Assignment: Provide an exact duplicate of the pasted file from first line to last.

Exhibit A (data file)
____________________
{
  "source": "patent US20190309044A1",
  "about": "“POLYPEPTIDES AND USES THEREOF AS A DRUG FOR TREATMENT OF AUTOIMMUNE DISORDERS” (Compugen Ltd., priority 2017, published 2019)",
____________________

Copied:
{
  "source": "patent US20190309044A1",
  "about": "“POLYPEPTIDES AND USES THEREOF AS A DRUG FOR TREATMENT OF AUTOIMMUNE DISORDERS” (Compugen Ltd., priority 2017, published 2019)",